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— Electronics

Tungsten diselenide shows potential for ultrathin, flexible, semi-transparent solar cells

Graphene, the two-dimensional lattice of carbon atoms, may be the wonder material du jour, but ultrathin layers of other elements are also proving to be an exciting area of research. One-atom-thick sheets of germanium and tin have shown potential as semiconductors and a topological insulators respectively, and now ultrathin layers of tungsten and selenium have been used to create a diode that could be used in ultrathin, flexible, semi-transparent solar cells. Read More
— Science

Stretchable optical circuits could find use in robot skin and more

If flexible electronic devices are ever going to become practical for real-world use, the circuitry incorporated into them will have to be tough and resilient. We're already seeing progress in that direction, including electrical wires that can still carry a current while being stretched. However, what if the application calls for the use of fiber optics? Well, scientists from Belgium may have that covered, too. They've created optical circuits utilizing what they believe are the world's first stretchable optical interconnections. Read More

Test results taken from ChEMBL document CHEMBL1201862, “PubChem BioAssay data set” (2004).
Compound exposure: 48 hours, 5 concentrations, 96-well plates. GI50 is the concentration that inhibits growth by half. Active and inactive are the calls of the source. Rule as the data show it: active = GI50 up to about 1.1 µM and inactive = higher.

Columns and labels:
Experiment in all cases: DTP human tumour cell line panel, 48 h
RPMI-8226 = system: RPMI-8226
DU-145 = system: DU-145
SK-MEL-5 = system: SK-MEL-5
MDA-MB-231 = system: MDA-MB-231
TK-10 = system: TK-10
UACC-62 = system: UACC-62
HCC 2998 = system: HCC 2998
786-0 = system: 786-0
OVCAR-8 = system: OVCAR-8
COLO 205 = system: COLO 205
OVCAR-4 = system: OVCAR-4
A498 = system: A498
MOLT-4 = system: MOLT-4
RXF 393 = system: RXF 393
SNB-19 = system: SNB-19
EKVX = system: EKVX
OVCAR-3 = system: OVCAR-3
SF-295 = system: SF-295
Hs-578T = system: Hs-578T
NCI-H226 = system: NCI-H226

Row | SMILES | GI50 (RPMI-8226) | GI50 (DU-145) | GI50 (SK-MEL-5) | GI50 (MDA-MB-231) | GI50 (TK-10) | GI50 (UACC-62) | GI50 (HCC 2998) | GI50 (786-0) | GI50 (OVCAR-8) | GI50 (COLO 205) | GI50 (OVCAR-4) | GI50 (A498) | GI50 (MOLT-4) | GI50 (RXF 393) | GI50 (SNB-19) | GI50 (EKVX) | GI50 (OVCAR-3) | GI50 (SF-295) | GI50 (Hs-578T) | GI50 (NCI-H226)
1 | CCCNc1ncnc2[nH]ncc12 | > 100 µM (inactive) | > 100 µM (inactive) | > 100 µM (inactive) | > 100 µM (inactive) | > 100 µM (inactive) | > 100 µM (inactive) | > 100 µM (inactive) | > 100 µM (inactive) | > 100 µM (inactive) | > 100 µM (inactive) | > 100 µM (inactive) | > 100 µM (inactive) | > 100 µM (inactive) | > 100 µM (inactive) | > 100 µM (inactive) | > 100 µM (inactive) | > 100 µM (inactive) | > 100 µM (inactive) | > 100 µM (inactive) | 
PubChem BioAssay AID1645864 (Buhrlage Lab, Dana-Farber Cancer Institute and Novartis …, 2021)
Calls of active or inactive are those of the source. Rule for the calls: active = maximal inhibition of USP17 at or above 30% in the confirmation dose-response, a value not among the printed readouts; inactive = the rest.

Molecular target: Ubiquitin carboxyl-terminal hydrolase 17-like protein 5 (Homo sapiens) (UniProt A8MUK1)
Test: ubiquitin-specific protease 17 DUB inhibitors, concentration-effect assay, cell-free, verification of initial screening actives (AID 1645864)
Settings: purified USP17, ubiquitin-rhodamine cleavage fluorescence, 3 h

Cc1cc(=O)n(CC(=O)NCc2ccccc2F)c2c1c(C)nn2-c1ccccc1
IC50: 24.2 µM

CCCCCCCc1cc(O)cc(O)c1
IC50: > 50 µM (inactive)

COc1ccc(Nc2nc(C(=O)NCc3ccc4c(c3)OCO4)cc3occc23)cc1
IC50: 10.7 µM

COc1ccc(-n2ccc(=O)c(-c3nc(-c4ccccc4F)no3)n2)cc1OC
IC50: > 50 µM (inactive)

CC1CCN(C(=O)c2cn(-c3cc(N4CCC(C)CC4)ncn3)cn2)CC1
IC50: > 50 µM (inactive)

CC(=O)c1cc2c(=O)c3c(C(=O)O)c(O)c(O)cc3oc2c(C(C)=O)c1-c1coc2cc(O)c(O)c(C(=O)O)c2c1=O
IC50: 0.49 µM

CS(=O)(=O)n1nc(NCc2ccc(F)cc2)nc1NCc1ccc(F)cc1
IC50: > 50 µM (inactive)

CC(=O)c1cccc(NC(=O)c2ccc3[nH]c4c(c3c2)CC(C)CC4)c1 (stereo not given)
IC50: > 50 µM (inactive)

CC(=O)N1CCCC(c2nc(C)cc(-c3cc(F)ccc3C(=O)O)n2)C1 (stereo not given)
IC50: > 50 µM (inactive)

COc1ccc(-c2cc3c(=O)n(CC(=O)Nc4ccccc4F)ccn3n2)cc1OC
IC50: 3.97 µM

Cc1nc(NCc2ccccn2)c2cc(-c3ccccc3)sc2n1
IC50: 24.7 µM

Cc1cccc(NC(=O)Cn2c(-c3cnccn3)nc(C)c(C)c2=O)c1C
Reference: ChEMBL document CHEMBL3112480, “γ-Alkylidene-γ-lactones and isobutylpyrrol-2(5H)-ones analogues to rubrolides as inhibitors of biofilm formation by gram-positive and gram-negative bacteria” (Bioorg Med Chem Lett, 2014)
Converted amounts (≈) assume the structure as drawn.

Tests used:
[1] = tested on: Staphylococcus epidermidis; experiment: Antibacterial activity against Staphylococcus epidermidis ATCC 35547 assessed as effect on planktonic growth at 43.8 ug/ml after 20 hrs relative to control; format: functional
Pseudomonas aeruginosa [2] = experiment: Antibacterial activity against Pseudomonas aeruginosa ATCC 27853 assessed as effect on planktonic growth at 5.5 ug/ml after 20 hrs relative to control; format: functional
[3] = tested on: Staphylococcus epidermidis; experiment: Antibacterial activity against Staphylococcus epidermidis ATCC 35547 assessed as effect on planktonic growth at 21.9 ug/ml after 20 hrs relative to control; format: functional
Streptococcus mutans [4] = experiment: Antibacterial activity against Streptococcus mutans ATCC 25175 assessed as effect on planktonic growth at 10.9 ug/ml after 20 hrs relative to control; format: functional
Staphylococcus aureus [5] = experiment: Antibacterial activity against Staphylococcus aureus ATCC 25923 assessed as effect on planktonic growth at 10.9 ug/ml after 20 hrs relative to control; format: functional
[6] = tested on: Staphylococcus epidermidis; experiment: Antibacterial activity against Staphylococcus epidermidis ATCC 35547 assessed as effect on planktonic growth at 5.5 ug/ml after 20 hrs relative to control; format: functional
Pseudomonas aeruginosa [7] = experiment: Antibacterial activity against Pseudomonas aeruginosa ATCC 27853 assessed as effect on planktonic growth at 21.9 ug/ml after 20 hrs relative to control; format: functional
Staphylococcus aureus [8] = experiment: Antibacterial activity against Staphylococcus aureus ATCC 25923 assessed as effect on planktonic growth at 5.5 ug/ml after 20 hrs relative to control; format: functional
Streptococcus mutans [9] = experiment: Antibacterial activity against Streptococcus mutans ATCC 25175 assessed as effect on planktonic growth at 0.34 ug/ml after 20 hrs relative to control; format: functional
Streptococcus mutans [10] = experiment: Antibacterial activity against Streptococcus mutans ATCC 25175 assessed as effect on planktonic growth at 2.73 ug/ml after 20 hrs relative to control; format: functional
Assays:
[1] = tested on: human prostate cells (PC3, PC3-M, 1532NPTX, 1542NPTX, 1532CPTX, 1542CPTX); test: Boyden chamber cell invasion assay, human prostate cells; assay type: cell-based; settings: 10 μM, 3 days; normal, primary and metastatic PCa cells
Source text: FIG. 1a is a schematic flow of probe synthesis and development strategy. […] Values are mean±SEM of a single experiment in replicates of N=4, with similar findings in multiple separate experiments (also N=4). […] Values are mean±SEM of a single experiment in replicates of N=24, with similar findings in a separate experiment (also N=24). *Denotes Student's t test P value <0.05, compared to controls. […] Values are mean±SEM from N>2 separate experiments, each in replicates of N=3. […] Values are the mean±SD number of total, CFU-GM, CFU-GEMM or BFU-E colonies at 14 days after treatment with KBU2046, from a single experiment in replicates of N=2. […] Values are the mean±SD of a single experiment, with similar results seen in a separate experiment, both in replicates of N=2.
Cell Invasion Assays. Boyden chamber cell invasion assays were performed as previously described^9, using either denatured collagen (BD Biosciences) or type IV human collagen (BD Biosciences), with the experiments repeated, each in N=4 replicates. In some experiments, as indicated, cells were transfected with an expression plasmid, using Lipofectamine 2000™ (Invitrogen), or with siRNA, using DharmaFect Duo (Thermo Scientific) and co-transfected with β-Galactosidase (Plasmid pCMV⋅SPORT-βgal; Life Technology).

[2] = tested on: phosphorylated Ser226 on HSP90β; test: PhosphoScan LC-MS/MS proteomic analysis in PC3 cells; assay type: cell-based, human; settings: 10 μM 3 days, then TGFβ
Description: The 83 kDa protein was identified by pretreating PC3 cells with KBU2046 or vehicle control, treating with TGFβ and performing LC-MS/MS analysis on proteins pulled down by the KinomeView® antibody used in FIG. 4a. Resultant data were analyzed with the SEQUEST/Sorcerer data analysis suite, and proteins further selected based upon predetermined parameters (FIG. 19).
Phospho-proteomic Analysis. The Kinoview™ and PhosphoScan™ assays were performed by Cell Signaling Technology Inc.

— Mobile Technology

LG challenges Samsung with the G Flex curved screen smartphone

It looks like LG and Samsung are at it again. Both companies were vying for our attention at CES 2013 with simultaneous "world's first" curved OLED television announcements. LG consistently led in the race to the consumer space, and looked liked being first to move the screen format onto smartphones with the announcement earlier this month of its plans to mass produce flexible OLED phone displays. Samsung had other ideas, however, and the Galaxy Round was launched just a few days later. LG has now caught up with the forthcoming release of its slightly larger G Flex smartphone, featuring a curved display that follows the contour of the face. Read More